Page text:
Tag Archives: Interfaith
Vatican Basilica

Vatican Recognizes Palestinian Statehood

Early Wednesday, the Vatican used the term “State of Palestine” in an official document, a move that has been strongly criticized by the Israeli government. The Vatican had already recognized the entity after it was granted “non-member observer status” at the United Nations in 2012, but this document marks one of the highest profile occasions in which the “State of Palestine” term has been used. The document comes in advance of an agreement between the Vatican and the Palestinians. Read more…

Rabbi Rebekah Stern

From Heartbreak to Action: Racial Inequality in California

by Rabbi Rebekah Stern

I lay in bed one night late last summer, scrolling, as I often do, through my Facebook newsfeed on my phone. As a congregational rabbi and a mother of two young children—a now almost five-year old girl and two-year old boy—these last moments before I fall asleep are the only ones I seem to have to catch up on the lives of my more distant friends.

These were the first painful weeks after Michael Brown’s death. The weeks when we were reminded that there is sometimes a shocking discrepancy between the way that my white family experiences interaction with law enforcement and the way that black families often do.

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I'm a Reform Jew and I support child nutrition programs

The Global, Moral Call to Ending Extreme Poverty

The Religious Action Center is proud to join the World Bank and 30 other faith organizations in the work to end extreme poverty around the world by 2030. RAC Director Rabbi Jonah Dov Pesner participated at a meeting of faith leaders at the World Bank out of which this new initiative has grown.

Along with other religious, human rights, and relief service groups, the Reform Movement has worked hard over the years to fight against cuts on development and humanitarian assistance for developing countries. In the past, our efforts have been geared toward securing substantial levels of aid for developing nations.  Read more…

Spanish Haggadah

Set Your Passover Seder Table with Inclusion and Acceptance

One of my favorite things about Reform Judaism is how much the Reform Movement accepts multicultural families and celebrates diversity. The Reform Movement has always stood for inclusion and acceptance of all types and ways of being Jewish, and our wholehearted embrace of interfaith families is a demonstration of our commitment to pluralism even within Reform Judaism. Read more…

Selma: Honoring Our Past, Looking to the Future

Last weekend, a handful of RAC staffers made a trek from the snowy northeast to Alabama, where they joined thousands converging on Selma to observe the 50th anniversary of Bloody Sunday. Carrying a RAC banner, they joined a crowd in a symbolic reenactment of a march over the Edmund Pettus Bridge, where civil rights activists 50 years ago met a violent, now-infamous confrontation with police.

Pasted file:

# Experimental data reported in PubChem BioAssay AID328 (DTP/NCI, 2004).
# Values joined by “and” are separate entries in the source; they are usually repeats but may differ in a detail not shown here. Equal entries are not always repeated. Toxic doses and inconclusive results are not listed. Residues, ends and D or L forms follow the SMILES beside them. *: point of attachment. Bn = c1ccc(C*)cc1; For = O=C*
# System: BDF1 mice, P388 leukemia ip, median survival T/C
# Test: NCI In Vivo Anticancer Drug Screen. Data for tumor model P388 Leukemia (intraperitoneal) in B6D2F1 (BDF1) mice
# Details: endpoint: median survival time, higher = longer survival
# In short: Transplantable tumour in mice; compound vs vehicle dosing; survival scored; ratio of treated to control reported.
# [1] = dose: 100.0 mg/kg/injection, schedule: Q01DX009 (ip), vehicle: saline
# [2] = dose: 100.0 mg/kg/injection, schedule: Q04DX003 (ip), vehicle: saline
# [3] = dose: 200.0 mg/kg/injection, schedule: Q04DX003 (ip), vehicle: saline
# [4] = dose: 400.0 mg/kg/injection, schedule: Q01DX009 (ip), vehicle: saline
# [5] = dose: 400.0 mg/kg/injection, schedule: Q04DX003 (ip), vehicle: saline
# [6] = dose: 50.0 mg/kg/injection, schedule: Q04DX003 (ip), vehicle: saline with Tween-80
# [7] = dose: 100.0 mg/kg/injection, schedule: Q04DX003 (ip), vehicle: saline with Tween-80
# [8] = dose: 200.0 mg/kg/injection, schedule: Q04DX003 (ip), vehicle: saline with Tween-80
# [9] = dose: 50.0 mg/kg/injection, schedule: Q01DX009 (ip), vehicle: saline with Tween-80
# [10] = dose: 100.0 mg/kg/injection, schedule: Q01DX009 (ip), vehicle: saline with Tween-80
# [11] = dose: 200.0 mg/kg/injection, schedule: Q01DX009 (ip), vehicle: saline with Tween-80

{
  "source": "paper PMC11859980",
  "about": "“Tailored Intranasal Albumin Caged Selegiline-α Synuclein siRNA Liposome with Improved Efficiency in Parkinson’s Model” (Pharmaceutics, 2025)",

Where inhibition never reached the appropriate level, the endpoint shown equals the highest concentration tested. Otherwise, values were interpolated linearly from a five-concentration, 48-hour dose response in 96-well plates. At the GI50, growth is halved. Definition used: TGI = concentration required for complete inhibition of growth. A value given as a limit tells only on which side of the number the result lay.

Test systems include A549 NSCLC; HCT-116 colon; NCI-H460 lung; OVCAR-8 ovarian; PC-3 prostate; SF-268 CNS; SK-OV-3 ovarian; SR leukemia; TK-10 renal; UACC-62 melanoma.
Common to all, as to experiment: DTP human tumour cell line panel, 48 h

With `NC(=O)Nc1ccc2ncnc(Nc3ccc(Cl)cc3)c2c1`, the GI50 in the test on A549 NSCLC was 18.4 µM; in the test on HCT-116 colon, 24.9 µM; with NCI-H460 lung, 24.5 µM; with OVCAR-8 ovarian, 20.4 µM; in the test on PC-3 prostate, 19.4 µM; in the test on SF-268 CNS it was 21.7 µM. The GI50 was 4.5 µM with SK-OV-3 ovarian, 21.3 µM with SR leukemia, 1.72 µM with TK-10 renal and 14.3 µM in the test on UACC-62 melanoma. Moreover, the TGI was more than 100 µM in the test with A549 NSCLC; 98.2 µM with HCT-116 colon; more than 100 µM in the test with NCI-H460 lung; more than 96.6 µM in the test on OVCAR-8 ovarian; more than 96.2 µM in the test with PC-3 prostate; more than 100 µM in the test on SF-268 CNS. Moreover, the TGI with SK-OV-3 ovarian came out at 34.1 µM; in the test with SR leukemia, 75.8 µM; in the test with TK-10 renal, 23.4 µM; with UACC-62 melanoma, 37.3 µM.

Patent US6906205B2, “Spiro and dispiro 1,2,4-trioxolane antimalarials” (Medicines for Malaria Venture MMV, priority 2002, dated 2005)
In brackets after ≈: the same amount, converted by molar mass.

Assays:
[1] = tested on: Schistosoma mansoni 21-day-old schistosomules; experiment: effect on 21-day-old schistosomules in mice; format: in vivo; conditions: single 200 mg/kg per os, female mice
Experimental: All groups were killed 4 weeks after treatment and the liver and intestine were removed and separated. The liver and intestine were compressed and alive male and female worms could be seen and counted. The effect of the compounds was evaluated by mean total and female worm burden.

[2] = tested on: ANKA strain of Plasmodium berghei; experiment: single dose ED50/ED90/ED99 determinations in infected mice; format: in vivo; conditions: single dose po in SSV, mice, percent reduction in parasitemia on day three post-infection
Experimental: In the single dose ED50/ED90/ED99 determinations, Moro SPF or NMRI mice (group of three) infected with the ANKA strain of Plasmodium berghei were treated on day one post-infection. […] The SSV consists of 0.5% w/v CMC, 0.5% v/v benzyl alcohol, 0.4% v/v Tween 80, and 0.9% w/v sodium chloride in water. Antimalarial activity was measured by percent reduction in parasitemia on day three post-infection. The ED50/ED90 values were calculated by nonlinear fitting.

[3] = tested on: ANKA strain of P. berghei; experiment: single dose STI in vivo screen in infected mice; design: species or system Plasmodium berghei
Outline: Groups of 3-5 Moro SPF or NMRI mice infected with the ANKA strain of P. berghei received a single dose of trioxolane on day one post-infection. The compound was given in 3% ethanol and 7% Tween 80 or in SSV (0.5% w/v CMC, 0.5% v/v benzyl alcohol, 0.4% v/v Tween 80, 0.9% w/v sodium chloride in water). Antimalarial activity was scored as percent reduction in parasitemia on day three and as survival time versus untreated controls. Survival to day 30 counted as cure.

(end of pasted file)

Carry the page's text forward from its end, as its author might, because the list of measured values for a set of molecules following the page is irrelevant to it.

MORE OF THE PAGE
But historical commemoration was not the only theme of the weekend. Diverse social justice organizations led programming ranging from educational community organizing workshops to impassioned religious gatherings. A bipartisan Congressional delegation led by Rep. John Lewis discussed using policy to address voting rights, systemic poverty, and criminal justice reform. And a multicultural, interfaith crowd gathered in a small, historic Reform synagogue to honor the Jewish commitment to the civil rights movement, past, present, and future.

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Rev Barber and LAs

The Power of Prophetic Rage

This past weekend I had the great privilege of being a part of the 50th Anniversary of Bloody Sunday in Selma, AL. Along with my roommate and four of other legislative assistants (and we later joined up with RAC Director Rabbi Jonah Pesner and Deputy Director Rachel Laser), I headed south to honor the work of those who risked and gave their lives for the Civil Rights Movement and to rededicate myself to continuing their work today. While I expected the weekend to be meaningful, I didn’t understand the full power of participating in the anniversary commemorations until I actually arrived in Selma and was able to hear the stories and wisdom of those around me. Read more…

Anticipating Pope Francis’ Encyclical

It is difficult to find a person within the faith community who is not aware that Pope Francis is writing an encyclical letter (a high level of papal teaching) on the environment. Given his popularity, his choosing the name of Francis – the patron saint of those who promote ecology – and the fact that there has never been such a document in the history of the Catholic Church, it is not surprising that the anticipation is building.

But what might he say? Pope Francis has offered some ideas, and he will undoubtedly build on what has been said before, particularly on statements made by Pope Benedict XVI and Pope John Paul II. Read more…

Bill de Blasio posing with a sign that says "I love #EidinNYC"

NYC Mayor Adds Muslim Holidays to School Closings

After much anticipation, New York City Mayor Bill de Blasio announced that all public schools in the five boroughs will now be closed for two Muslim holidays: Eid al-Adha, which marks the end of the Festival of the Sacrifice, and Eid al-Fitr, which marks the end of Ramadan at the end of the summer (this closing will happen during summer school).

Although the City Council had approved a resolution to add these holidays to the school calendars in 2009, Mayor de Blasio (who has been in office a little over a year) has finally implemented this change. Read more…

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